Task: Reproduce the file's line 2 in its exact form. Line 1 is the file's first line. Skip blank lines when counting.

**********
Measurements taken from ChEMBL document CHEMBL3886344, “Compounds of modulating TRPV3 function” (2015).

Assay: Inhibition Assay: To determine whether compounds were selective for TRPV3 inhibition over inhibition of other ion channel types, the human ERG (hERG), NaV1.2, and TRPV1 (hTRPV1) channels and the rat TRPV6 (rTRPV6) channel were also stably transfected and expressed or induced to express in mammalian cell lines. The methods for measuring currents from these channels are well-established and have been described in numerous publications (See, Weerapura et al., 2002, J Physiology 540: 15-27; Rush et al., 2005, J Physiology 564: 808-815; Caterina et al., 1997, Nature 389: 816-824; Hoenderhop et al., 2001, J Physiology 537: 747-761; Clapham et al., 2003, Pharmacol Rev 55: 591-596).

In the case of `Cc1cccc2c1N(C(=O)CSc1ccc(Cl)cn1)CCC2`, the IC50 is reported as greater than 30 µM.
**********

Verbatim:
Assay: Inhibition Assay: To determine whether compounds were selective for TRPV3 inhibition over inhibition of other ion channel types, the human ERG (hERG), NaV1.2, and TRPV1 (hTRPV1) channels and the rat TRPV6 (rTRPV6) channel were also stably transfected and expressed or induced to express in mammalian cell lines. The methods for measuring currents from these channels are well-established and have been described in numerous publications (See, Weerapura et al., 2002, J Physiology 540: 15-27; Rush et al., 2005, J Physiology 564: 808-815; Caterina et al., 1997, Nature 389: 816-824; Hoenderhop et al., 2001, J Physiology 537: 747-761; Clapham et al., 2003, Pharmacol Rev 55: 591-596).